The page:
Robert Stuart était architecte et ingénieur civil. Dans son ouvrage Cyclopedia of architecture, historical, descriptive, topographical, decorative, theoretical and mechanical, édité en 1854, il s’est inspiré à l’évidence, pour le chapitre consacré aux pyramides, du Dictionnaire des beaux-arts d’Aubin Louis Millin, publié un demi-siècle plus tôt, au point de reprendre textuellement certains paragraphes.
Comme nous l’avons constaté maintes fois au cours de notre inventaire, cette pratique était courante à une certaine époque. Nous pouvons ainsi suivre à la trace telle ou telle théorie, ou bien tel ou tel détail d‘une théorie, et constater sa transmission au cours des années, voire des siècles. Conclusion : pour sortir du train-train des idées reçues, il fallait faire preuve ou bien d’originalité, ou bien d’une réelle compétence, en matière d’archéologie, nourrie par de nouvelles observations sur le terrain.
Originalité ? Tel ne fut certainement pas le cas de Robert Stuart pour le sujet qui nous intéresse ici. Jugez plutôt : lorsqu’il s’agit de la technique mise en oeuvre par les bâtisseurs égyptiens, notre auteur se contente d’affirmer qu’ils ont eu recours à des leviers ou à “quelques autres moyens”. Nous voilà bien renseignés ! Certes, on lit aussitôt après : “With an incredible degree of industry and labour.” C’est mieux que rien...
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“Pyramid, a building of a pyramidal form.
The most ancient people raised pyramidal structures to serve for monuments. The most famous pyramids of antiquity are those of Egypt. There are at present more than forty pyramids found in that country. It is very singular that this kind of building is only found in one district of that country, which is now called Fayoume, and which lies between Cairo and Meidun, on the west side of the Nile ; hence it would appear that we ought to regard them as more modern than the temples of the Thebaid. The portion of the country, in which the pyramids are situated, is not more than twenty leagues in extent, and is situated between the twentyninth and thirtieth degrees of north latitude, and under the forty-ninth degree of east longitude.
The pyramids mentioned by the ancients are not all now in existence ; neither those which, according to Herodotus, were in the lake Mœris, nor those which, according to Herodotus, Diodorus, Pliny, and others, belonged to the labyrinth, can now be found. On the other hand, all the pyramids which now exist are not mentioned by ancient writers. It is thought that it was only one period of the Egyptian history, that was distinguished by their erection. The history of their origin, however, as given by the ancients, is very uncertain. According to Herodotus, the stones, which were used in building them, were extracted from the quarries of the eastern mountains, on the frontiers of Arabia. Yet modern travellers have observed, that the pyramids appear to be constructed of the same calcarious stone which is procured from the neighbourhood of the place where they stand.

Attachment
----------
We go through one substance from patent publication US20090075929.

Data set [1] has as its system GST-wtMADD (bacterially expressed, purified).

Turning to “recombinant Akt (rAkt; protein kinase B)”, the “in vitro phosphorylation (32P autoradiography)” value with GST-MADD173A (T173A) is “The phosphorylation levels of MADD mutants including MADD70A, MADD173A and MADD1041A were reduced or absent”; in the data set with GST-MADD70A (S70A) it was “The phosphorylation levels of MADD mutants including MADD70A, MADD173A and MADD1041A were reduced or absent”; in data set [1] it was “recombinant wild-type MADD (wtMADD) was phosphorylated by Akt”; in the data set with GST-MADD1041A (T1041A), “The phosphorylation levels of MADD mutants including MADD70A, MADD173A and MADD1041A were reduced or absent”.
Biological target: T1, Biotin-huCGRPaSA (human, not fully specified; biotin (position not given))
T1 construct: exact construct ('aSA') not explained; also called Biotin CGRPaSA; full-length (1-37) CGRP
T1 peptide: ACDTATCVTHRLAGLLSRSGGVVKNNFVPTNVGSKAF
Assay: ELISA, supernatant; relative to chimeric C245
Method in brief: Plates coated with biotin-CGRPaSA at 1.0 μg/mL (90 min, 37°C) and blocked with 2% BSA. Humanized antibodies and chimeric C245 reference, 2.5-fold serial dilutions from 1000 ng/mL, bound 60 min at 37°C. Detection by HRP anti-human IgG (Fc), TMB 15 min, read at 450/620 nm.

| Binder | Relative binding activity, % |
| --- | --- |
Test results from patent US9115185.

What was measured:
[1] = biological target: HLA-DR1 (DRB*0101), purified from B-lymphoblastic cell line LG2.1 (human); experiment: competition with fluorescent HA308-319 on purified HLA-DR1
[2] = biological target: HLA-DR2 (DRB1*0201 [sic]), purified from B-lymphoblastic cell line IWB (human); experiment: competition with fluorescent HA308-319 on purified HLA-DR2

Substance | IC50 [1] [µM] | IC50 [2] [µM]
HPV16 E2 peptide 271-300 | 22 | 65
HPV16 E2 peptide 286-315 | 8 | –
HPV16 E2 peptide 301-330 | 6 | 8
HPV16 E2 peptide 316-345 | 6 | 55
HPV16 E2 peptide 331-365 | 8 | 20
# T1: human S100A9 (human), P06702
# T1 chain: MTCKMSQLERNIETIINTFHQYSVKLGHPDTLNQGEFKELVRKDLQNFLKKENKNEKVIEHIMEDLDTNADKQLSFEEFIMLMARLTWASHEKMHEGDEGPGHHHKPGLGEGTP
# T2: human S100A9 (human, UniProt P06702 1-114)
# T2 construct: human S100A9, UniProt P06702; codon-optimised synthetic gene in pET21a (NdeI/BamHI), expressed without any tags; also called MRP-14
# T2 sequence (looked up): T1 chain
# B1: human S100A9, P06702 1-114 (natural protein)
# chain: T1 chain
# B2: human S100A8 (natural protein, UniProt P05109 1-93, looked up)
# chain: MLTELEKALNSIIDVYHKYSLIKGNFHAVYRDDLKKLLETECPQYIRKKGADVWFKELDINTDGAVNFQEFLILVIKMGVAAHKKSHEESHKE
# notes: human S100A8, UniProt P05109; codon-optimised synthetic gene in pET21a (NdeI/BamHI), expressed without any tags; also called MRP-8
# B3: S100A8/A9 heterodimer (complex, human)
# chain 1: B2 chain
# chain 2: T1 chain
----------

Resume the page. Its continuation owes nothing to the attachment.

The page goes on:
Many opinions have been formed, as to the original destination of the Egyptian pyramids. Some, amongst whom we may include nearly all the ancients, take them for tombs. Others suppose them to have been erected for astronomical purposes, and this opinion is found in the commentary of Proclus on the Timæus of Plato. Others again have taken them for religious edifices, and suppose that in them were celebrated the most sacred mysteries.
The mode of erection of these buildings was, without doubt, very simple. The first process would be to level the ground ; after this, they would proceed in laying different layers of stone, from the foundation to the summit, carrying up the immense stones from step to step, either by levers or some other means, with an incredible degree of industry and labour. Their design was, without doubt, to serve as sepulchres for the kings or great people, and this is the opinion of almost all the ancient writers ; but they probably also partook of a religious character.
M. Gatterer (*) divides the pyramids into five groups, those near Ghizé, those near Manjelmusa, those near Sacarra, those of Dagshar, and those near Fejum. The first of these collections are the most remarkable, and are situated on a vast elevated plain, which was appropriated to the sepulchres of the inhabitants of the city of Memphis. Two pyramids, of an immense magnitude, rise far above the others, which are smaller, and in great part destroyed.
Further towards the east is the great sphinx, which is cut out of solid rock, that was found standing on the spot, but which is now in a great measure buried in sand and earth.”
(*) Johannes Christoph Gatterer (1717-1799) : historien allemand, pionnier de l’ “histoire universelle”.